Yakiimo is, as the name suggests, baked potato. However this is no ordinary baked potato, but rather the super sweet, purple on the outside, yellow on the inside, Japanese potato. To an older generation, there is nothing to signal the coming of winter quite like the plaintive call of the yakiimo seller, wheeling his cart, singing his arrival “yakiimo, ishi yakiimo”. Nowadays you are most likely to find yakiimo at festivals or at vendors outside supermarkets but you may still find them sold from the back of vans where they wrapped in newspaper to be devoured: creamy, sweet and a true taste of traditional Japanese winter.

Yakiimo, a Japanese baked potato cooking in foil.

Yakiimo, a Japanese baked potato cooking in foil.


There is a good chance that you have seen the Game of Thrones memes going around. A character stares out into the middle distance surrounded by the caption ‘The conbinis are selling nikuman.’ Yes, nothing quite denotes the coming of winter in Japan like convenience stores returning the nikiman to their glass steam cabinets. Nikuman, the Japanese take on the chinese food ‘baozi’, is a steamed flour dough filled with juicy meat (though there are other flavors such as ‘curryman’ and ‘pizzaman’, the latter of which isn’t as awful as it sounds. With the traditional nikuman, I can recommend using a small pinch of mustard. Well worth the funny looks you’ll get!

The Japanese meat pie?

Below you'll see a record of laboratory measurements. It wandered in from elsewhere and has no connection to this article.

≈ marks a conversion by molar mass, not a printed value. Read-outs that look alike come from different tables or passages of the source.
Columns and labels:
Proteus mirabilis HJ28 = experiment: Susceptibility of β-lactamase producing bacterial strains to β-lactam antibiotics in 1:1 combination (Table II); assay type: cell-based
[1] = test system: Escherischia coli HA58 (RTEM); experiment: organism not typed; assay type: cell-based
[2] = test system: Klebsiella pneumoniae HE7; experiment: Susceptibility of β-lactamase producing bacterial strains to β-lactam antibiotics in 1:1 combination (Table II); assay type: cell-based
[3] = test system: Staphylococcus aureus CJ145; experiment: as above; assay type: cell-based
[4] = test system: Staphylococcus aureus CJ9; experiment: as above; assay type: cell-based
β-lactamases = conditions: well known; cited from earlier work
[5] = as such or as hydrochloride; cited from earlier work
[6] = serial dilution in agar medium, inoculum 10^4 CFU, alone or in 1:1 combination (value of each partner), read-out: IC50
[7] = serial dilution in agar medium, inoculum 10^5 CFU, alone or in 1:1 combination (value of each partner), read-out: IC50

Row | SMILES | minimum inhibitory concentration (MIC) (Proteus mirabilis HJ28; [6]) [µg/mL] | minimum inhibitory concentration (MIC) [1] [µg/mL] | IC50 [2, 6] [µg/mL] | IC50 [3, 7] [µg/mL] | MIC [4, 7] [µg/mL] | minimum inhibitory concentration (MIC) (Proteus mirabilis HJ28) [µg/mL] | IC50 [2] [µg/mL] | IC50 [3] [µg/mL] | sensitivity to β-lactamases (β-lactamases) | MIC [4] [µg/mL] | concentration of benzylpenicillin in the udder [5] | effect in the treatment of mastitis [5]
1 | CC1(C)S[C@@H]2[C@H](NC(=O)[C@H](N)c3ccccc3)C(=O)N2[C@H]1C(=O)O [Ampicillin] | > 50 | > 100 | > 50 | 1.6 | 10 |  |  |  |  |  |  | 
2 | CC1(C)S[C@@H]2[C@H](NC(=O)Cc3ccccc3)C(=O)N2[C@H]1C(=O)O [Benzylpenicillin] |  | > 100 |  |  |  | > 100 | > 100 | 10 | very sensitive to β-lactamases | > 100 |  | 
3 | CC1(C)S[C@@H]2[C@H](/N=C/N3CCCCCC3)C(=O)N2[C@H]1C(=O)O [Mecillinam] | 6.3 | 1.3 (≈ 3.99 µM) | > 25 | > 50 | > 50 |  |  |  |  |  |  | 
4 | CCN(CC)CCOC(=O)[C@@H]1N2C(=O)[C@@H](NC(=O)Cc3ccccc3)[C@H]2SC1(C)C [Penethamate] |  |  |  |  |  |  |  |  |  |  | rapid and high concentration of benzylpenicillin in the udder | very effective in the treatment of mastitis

Nikuman: the Japanese meat pie.


This last one isn’t exactly a dish that one immediately thinks of in winter, however it is something of a seasonal treat that is best tried at this time of year. Fugu, or blowfish, is famous in the west for being a deadly delicacy, but handled correctly (by chefs that have gone through many years of training), and keeping away from the poisonous liver, it is a delicious dish. In winter there are many places at which you can enjoy a full course, starting with fugu  sashimi, deep fried fugu ‘karaage’ and finally, as it is winter after all, fugu nabe. I highly recommend overcoming your fears and searching it out, as it is absolutely delicious. But as I say, ensure that you are dining at a reputable, licensed restaurant. Do not try this at home!


Fugu sashimi. Just keep away from the liver...

Fugu sashimi. Just keep away from the liver…

Mark Guthrie

Image by 5th Luna (Own work) [CC BY-SA 2.0], via flickr.com (modified)

Image by calltheambulance (Own work) [CC BY-SA 2.0], via flickr.com (modified)

Image by Jeff (Own work) [CC BY-SA 2.0], via flickr.com (modified)

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Image by Lachlan Hardy (Own work) [CC BY-SA 2.0], via flickr.com (modified)

Image by Madalina Seghete (Own work) [CC BY-SA 2.0], via flickr.com (modified)

About the author

Mark Guthrie editor

Novelist, copywriter and graduate from the most prestigious university in Sunderland, Mark whiles away his precious time on this Earth by writing about popular culture, travel, food and pretty much anything else that is likely to win him the Pulitzer he desperately craves. Find some more of his musings at www.markguthriewrites.com and on instagram @markguthriewrites